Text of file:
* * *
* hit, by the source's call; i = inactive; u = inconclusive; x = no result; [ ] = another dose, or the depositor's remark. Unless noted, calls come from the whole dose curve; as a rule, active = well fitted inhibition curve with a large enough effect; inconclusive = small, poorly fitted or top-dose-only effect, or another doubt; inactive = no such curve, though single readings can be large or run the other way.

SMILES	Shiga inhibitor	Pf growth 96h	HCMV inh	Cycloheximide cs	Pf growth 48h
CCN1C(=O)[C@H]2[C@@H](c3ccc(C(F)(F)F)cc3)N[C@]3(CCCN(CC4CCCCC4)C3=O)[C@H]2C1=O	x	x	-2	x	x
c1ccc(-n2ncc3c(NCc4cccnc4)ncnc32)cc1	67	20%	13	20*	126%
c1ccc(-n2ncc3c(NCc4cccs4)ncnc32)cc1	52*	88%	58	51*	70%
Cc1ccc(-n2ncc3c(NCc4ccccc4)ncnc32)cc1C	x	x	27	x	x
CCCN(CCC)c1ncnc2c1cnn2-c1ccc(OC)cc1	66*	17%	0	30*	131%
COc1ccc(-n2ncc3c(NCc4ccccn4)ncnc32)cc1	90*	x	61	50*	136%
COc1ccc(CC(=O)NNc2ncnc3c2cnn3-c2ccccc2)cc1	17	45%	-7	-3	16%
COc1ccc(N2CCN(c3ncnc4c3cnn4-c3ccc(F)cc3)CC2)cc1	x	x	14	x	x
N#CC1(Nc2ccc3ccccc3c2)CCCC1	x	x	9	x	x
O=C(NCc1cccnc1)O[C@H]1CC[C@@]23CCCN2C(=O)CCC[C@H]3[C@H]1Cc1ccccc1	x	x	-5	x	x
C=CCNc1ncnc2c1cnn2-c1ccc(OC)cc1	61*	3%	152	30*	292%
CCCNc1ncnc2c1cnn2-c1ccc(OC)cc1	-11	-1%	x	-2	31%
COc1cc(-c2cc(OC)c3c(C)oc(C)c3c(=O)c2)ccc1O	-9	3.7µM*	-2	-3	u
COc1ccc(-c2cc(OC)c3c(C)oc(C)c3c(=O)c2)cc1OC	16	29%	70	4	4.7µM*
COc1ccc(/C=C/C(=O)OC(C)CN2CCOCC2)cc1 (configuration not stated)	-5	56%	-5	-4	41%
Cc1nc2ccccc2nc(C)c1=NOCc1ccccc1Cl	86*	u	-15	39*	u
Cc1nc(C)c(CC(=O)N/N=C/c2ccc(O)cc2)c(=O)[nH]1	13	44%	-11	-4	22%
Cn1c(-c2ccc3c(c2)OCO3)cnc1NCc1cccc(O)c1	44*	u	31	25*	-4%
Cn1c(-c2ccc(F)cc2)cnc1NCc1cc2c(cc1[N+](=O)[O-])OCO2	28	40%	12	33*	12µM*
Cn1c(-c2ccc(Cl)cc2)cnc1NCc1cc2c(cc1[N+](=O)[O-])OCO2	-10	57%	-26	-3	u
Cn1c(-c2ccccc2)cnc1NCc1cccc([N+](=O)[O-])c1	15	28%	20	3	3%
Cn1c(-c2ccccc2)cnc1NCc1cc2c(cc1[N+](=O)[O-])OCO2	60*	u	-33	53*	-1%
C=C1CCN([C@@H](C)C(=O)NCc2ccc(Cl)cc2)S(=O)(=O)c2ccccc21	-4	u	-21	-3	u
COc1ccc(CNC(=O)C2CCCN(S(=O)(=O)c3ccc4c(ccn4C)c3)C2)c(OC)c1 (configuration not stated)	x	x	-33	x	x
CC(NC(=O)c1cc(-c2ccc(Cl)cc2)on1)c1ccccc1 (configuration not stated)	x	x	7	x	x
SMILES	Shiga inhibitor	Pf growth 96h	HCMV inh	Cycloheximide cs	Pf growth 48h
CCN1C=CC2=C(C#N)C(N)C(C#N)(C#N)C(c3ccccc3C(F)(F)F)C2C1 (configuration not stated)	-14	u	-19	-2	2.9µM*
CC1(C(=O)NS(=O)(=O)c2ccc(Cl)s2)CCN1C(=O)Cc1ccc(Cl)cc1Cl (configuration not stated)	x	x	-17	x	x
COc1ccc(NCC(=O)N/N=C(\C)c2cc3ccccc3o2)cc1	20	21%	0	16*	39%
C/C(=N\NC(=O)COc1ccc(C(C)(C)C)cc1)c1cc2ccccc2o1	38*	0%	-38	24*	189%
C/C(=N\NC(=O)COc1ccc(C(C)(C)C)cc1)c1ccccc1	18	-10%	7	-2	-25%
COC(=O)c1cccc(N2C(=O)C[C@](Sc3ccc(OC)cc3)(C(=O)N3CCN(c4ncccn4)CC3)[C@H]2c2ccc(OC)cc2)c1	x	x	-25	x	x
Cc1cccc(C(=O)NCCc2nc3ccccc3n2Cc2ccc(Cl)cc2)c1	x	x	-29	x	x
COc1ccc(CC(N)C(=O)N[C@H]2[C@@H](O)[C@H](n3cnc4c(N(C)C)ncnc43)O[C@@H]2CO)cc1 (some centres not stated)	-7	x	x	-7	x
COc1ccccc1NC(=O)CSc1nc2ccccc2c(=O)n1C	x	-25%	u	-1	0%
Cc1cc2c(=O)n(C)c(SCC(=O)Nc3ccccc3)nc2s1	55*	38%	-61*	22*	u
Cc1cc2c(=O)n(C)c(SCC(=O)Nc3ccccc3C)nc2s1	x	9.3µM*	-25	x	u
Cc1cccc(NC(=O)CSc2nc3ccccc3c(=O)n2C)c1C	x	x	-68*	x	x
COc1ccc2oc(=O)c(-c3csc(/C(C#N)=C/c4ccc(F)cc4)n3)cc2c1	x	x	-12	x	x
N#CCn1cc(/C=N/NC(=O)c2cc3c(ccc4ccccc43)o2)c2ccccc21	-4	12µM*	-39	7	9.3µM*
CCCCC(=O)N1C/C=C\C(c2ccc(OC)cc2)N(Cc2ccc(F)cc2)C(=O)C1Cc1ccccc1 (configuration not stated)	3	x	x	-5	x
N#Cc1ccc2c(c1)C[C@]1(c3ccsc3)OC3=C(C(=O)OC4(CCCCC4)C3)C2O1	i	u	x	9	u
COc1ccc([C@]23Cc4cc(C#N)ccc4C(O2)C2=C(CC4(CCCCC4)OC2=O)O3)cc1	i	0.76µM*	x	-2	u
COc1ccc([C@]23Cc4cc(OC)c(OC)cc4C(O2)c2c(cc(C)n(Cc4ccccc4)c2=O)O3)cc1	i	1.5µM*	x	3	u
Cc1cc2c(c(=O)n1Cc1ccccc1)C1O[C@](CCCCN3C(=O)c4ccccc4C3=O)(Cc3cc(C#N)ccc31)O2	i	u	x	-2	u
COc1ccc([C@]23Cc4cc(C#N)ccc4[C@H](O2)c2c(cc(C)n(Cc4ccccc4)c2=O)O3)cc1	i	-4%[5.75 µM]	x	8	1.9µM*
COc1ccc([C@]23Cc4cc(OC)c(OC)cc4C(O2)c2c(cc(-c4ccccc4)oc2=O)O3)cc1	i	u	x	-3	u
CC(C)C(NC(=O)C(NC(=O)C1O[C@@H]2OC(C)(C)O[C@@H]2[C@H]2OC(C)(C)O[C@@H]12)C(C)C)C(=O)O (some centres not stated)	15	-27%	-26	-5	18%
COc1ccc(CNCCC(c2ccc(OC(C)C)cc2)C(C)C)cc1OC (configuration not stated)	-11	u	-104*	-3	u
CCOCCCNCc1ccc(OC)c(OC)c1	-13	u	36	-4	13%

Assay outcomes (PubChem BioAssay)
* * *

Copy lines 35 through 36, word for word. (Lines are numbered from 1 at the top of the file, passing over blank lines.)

Cc1cccc(C(=O)NCCc2nc3ccccc3n2Cc2ccc(Cl)cc2)c1	x	x	-29	x	x
COc1ccc(CC(N)C(=O)N[C@H]2[C@@H](O)[C@H](n3cnc4c(N(C)C)ncnc43)O[C@@H]2CO)cc1 (some centres not stated)	-7	x	x	-7	x